Sayings of a Jewish Tree Hugger

An incomplete collection of Jewish wisdom regarding trees & The Tree of Life

Torah, Talmud and Mishnah Passages:

She is a Tree of Life to all who embrace her, and all of her ways/ branches are blessed pathways of peace/completeness. (Proverbs 3:18)

Then the Divine One said, “I give you every seed-bearing plant on the face of the full earth and every tree that has fruit with seed in it. They will be your food source. (Genesis 1:29)

From the Earth the Mighty-All/Almighty grew every tree that is pleasing to the eye and good for food. And in the middle of the garden were the Tree of Life and the Tree of the Knowledge of Good and Evil. (Genesis 2:9)

Deborah, Rebecca’s nurse, died, and was buried under the oak under Bethel, so it was named Allon-bacuth. (Genesis 35:8)

On the first day you shall take the offering of hadar trees, branches of palm, boughs of evergreens, and willows from the brook, and you shall rejoice before The Divine for seven days. (Leviticus 23:40)

When, in war against a city, you have besige it for a long time in order to capture it, you must not destroy its trees, weiding the ax against them. (Deuteronomy 20:19) (N.B. better NOT to wage war)

If you should be holding a sapling in your hand when they tell you the Messiah has arrived, first plant the sapling, then go out and greet him. (Rabbi Yochanan Ben Zakkai, a sage of the 2nd temple era, famous student of Rabbi Hillel and primary contributor of the Mishnah)

Midrash from The Book of Legends, Sefer Aggadah

Gen. Rab. 13:2

Pirke de-R Eliezer 34

All trees converse, as it were, with one another. Indeed, one may add, all trees communicate with mortals (human and more than human); all trees were created for fellowship with mortals.

When a tree that is still productive/alive/fruit bearing is cut down, its moan goes from one end of the world to the other, yet no sound is heard.

Some Other References:

Biblical & Midrash:

Genesis 2:8-9

Genesis 18: 1, 4-8

Genesis 21: 15-22

Leviticus 26: 3-6, 11-16

Leviticus 27:30-33

Deuteronomy 26:12

The Song of Songs (aka The Song of Solomon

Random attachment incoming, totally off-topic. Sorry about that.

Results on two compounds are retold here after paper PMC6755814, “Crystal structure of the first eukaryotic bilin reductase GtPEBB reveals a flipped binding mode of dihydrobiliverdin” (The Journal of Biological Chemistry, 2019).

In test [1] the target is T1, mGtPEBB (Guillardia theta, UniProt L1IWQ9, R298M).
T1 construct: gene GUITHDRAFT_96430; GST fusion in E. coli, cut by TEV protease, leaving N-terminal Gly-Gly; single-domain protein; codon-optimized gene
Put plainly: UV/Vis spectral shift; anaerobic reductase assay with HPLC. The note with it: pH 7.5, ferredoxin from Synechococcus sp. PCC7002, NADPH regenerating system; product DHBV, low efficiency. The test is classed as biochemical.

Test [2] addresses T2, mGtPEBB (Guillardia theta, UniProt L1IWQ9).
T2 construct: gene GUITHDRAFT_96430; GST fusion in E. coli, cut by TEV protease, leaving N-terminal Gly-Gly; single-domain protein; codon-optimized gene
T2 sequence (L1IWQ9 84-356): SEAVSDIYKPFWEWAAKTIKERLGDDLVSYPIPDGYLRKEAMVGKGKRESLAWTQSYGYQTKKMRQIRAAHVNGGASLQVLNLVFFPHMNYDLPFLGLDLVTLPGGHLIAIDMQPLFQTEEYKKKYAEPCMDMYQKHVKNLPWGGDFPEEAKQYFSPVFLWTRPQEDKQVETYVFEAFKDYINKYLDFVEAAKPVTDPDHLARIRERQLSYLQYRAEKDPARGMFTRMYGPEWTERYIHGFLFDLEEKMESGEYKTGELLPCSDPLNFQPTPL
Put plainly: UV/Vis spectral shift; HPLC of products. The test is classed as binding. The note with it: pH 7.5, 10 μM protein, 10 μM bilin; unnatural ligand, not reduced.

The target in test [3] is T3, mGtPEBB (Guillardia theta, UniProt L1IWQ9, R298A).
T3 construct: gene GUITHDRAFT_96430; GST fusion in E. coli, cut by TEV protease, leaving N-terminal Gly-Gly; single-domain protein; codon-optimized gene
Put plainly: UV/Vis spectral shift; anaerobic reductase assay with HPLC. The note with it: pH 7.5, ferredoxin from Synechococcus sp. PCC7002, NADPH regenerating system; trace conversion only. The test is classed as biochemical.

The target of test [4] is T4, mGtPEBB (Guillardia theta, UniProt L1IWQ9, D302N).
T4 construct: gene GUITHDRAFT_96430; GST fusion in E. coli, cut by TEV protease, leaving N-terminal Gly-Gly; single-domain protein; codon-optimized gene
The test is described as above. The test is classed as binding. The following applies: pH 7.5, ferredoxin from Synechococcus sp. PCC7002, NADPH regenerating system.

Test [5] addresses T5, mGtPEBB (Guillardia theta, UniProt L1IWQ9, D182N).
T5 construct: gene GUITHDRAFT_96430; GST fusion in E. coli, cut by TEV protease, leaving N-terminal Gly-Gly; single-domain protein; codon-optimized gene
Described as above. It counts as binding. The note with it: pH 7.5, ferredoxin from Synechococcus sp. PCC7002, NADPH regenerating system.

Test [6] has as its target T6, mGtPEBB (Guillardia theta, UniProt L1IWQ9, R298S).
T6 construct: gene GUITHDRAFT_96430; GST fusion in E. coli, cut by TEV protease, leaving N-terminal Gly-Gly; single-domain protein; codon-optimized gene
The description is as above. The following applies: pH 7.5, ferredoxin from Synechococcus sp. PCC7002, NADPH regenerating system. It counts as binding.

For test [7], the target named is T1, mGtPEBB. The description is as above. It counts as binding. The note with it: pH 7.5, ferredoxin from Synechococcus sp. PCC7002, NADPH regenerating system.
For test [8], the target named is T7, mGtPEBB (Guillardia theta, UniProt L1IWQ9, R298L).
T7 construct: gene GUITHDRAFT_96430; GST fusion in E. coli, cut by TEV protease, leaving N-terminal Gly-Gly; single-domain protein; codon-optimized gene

Psalms 1, 104, 148 and others

Daniel 4: 7-9

The story of Honi and the Carob Tree

The Story of Tamar (whose name means date palm)

The story of the judge Deborah who shared wisdoms from beneath a tree. Evidence suggests many women may have worked/shared wisdom beneath trees but much of this evidence is derogatory accounts by male prophets.

The stories of various mystical staffs/walking sticks hewn from various trees such as almond, including Jacob, Aaron and Moses …

The ancient tradition of welcoming in weekly Shabbat in an orchard; often the image of the bride of Shabbat/peace, or Shechinah; the feminine aspect of the Divine One(ness), or in-dwelling Divine in nature, including us.

Kabbalists to more modern text:

Many works by Issac Luria

The works of Zelda translated by Marcia Falk

I know Nothing by Malka Heifetz Tussman translated by Marcia Falk

Marcia Falks’s original work and translations

Writings on Vegetarianism by Rabbi Kook

Various works by Rabbi Jill Hammer

Various works by Arthur Waskow including ‘Seasons of Our Joy’

Works by Ellen Bernstein, including ‘Let the Earth Teach You Torah’

Ari Elon, Naomi Mara Hyman, & Waskow ‘Trees, Earth, Torah

Various works by Judy Chicago

Ruby Red Seeds, by Carly Lesser (Ketzirah)

God in the Wilderness, by Rabbi Jamie S. Korngold

Daily Kabbalah; Wisdom from the Tree of Life, by Gershon Winkler (among some of their other work)

Miriam’s Well; Rituals of Jewish Women Around the Year, by Penina Adelman

Ritual Medical Lore of Sephardic Women; sweetening the spirits, healing the sick, by Issac Jack Levy and Rosemary Levy Zumwalt

The Vilna Vegetarian Cookbook, by Fania Lewando (a beautiful, explicitly vegetarian Jewish recipe book created just before the holocaust. The author and her husband were killed but her work was later recovered. In 1995 a couple (Jewish allies) found it in a little second-hand book shop, in Hay-on-Wye, on the English / Welsh border. Recognizing its importance, they bought it then donated it to the YIVO Institute for Jewish Research in New York City, who restored, and translated it, so it is now celebrated.)